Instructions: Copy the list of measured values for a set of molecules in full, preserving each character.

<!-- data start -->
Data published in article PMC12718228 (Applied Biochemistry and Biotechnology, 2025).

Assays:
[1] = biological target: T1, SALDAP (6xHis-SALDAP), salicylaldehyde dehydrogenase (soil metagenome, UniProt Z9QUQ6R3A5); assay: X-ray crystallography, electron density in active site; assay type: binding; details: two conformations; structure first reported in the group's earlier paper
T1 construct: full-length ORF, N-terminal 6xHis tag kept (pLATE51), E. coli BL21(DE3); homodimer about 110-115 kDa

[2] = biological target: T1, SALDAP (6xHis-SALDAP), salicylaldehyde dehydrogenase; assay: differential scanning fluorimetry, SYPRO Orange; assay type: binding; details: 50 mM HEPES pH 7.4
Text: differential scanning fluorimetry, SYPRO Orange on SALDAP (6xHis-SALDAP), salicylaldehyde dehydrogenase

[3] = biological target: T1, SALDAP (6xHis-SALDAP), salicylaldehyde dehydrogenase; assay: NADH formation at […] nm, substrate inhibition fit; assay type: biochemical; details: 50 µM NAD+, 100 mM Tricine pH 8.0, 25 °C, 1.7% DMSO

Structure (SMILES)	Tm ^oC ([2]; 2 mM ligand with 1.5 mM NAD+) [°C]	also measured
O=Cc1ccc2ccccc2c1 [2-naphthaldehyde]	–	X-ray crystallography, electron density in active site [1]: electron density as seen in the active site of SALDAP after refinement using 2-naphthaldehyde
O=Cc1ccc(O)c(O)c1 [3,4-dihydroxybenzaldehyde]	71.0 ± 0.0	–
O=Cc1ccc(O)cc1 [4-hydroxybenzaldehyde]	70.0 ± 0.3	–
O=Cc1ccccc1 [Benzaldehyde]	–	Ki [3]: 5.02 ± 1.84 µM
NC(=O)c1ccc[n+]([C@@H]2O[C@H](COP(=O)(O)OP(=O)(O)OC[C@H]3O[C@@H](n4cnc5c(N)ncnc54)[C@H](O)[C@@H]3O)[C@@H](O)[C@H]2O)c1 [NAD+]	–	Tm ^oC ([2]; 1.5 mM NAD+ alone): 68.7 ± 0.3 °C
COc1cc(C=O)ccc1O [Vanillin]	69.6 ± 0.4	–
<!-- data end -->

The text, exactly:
Data published in article PMC12718228 (Applied Biochemistry and Biotechnology, 2025).

Assays:
[1] = biological target: T1, SALDAP (6xHis-SALDAP), salicylaldehyde dehydrogenase (soil metagenome, UniProt Z9QUQ6R3A5); assay: X-ray crystallography, electron density in active site; assay type: binding; details: two conformations; structure first reported in the group's earlier paper
T1 construct: full-length ORF, N-terminal 6xHis tag kept (pLATE51), E. coli BL21(DE3); homodimer about 110-115 kDa

[2] = biological target: T1, SALDAP (6xHis-SALDAP), salicylaldehyde dehydrogenase; assay: differential scanning fluorimetry, SYPRO Orange; assay type: binding; details: 50 mM HEPES pH 7.4
Text: differential scanning fluorimetry, SYPRO Orange on SALDAP (6xHis-SALDAP), salicylaldehyde dehydrogenase

[3] = biological target: T1, SALDAP (6xHis-SALDAP), salicylaldehyde dehydrogenase; assay: NADH formation at […] nm, substrate inhibition fit; assay type: biochemical; details: 50 µM NAD+, 100 mM Tricine pH 8.0, 25 °C, 1.7% DMSO

Structure (SMILES)	Tm ^oC ([2]; 2 mM ligand with 1.5 mM NAD+) [°C]	also measured
O=Cc1ccc2ccccc2c1 [2-naphthaldehyde]	–	X-ray crystallography, electron density in active site [1]: electron density as seen in the active site of SALDAP after refinement using 2-naphthaldehyde
O=Cc1ccc(O)c(O)c1 [3,4-dihydroxybenzaldehyde]	71.0 ± 0.0	–
O=Cc1ccc(O)cc1 [4-hydroxybenzaldehyde]	70.0 ± 0.3	–
O=Cc1ccccc1 [Benzaldehyde]	–	Ki [3]: 5.02 ± 1.84 µM
NC(=O)c1ccc[n+]([C@@H]2O[C@H](COP(=O)(O)OP(=O)(O)OC[C@H]3O[C@@H](n4cnc5c(N)ncnc54)[C@H](O)[C@@H]3O)[C@@H](O)[C@H]2O)c1 [NAD+]	–	Tm ^oC ([2]; 1.5 mM NAD+ alone): 68.7 ± 0.3 °C
COc1cc(C=O)ccc1O [Vanillin]	69.6 ± 0.4	–